The end of “neoliberalism”?
What the critics of “neoliberalism” want is a “regulated capitalism”, but they are not the only ones.
“Let us”, President Sarkozy of France told the UN on 23 September, “rebuild together a regulated capitalism in which whole swathes of financial activity are not left to the sole judgment of market operators, in which banks do their job, which is to finance economic development rather than engage in speculation.”
This would normally be regarded as a position taken up by leftwing critics of what they call “neoliberalism”. Thus Green Party MEP Caroline Lucas, when asked for her views on the global financial crisis by the Guardian (17 September), answered that “we are going to have to return finance to its role as servant rather than master of the global economy”.
Neoliberalism is not a word that Sarkozy would use. In fact, when he was elected President in May last year he was widely seen as France’s equivalent of Mrs Thatcher. But then “regulated capitalism” is not how Greens and the other critics of free-market capitalism would describe what they stand for either.
Neoliberalism is a term coined by opponents of the policies pursued by many governments since the 1980s of privatisation and deregulation, of allowing market forces to operate with less state interference. “Neo” because it was seen as a revival of the anti-state, laissez-faire philosophy of 19th century liberalism. As supporters of these policies often call them simply “capitalism”, some opponents also presented themselves as “anti-capitalist”.
But this is a false distinction. Capitalism is not just private enterprise, free market capitalism. That is just one of the forms it has taken historically. To see this as the only form of capitalism, and therefore to use the term “capitalism” to refer to it only, is to ignore two important experiences of the last century: the nationalisation measures carried out by Labour and Social Democrat (and other) governments, and of course what existed in the ex-USSR and its satellites. Capitalism, in other words, can also take the form of state capitalism.
The essence of capitalism is not any form of ownership – whether legal property rights vested in individuals or companies, or state property from which bondholders draw a legalised income, or state property where a bureaucratic elite exercises a de facto control of it. Capitalism is indeed based on the exercise of a monopoly over the means of production by a minority, but so have other class societies such as ancient slave society, feudalism and oriental despotism.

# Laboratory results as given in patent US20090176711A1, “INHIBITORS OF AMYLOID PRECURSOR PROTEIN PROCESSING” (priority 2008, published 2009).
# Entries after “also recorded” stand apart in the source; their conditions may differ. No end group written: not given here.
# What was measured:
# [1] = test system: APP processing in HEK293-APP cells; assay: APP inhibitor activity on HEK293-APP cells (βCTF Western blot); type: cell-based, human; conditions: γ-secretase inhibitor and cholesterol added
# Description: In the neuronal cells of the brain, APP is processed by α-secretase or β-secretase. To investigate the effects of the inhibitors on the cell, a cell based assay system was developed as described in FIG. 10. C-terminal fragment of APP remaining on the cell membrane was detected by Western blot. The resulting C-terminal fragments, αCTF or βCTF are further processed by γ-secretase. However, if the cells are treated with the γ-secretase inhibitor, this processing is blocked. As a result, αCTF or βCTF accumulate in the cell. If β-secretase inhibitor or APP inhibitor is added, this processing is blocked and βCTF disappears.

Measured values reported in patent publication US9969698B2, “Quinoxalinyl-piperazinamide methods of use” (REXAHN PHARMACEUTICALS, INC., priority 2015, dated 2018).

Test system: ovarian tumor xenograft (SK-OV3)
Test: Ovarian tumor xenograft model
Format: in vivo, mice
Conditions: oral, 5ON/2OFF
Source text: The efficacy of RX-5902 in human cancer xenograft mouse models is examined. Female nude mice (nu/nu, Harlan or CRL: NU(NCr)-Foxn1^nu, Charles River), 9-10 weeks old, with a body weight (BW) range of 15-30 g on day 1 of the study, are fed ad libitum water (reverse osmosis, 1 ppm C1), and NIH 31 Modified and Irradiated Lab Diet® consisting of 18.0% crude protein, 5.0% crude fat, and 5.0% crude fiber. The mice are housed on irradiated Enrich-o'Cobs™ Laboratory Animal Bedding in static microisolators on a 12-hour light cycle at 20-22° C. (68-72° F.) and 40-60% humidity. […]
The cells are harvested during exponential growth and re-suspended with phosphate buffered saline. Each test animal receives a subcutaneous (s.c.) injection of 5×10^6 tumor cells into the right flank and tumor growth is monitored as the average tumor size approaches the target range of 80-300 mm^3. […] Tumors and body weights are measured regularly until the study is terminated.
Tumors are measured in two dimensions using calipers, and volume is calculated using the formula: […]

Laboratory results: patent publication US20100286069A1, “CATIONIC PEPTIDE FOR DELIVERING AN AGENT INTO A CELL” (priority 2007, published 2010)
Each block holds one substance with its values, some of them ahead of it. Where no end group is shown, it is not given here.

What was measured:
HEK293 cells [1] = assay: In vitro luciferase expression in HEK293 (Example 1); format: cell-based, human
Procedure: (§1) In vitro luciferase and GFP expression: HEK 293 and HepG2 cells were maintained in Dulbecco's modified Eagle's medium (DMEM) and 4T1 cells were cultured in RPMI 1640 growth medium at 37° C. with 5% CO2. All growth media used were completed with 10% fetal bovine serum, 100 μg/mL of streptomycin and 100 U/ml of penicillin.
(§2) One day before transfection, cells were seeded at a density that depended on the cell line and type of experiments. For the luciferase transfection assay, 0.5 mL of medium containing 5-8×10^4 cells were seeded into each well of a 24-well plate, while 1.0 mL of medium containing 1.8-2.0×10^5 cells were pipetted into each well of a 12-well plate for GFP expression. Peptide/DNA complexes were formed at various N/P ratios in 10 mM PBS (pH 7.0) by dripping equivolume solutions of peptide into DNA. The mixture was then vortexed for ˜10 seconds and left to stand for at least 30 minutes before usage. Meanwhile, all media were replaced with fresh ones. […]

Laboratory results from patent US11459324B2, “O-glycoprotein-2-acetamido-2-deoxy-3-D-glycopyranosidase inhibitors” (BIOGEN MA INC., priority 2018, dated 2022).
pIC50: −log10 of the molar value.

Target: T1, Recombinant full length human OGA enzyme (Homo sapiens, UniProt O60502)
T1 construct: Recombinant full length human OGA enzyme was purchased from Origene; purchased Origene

What distinguishes capitalism from them is the way in which the producing class is exploited – via the wages system. Denied free access to the means of production, the vast majority of the population are forced to sell their working abilities – what Marx called their “labour power” – to an employer for a wage or a salary. Labour-power has the unique property of being able to produce a greater value than its own, but the employers have to pay only the value of the labour-power not the total value it produces. Marx called the value which workers produced over and above their wages, and which went to the employer, “surplus value”.
Capitalism is this economic mechanism of the extraction of surplus value from the wage-labour of the producing class and of the accumulation of most of it as new capital. Marx called it “the self-expansion of value”. Capitalism is an economic mechanism rather than a form of property ownership, a mechanism which is in fact compatible with various different forms of ownership. Wherever there is the exploitation of wage-labour for surplus value, there there is capitalism. Which is why the ex-USSR where there was state property and a strongly regulated market was still (state) capitalist.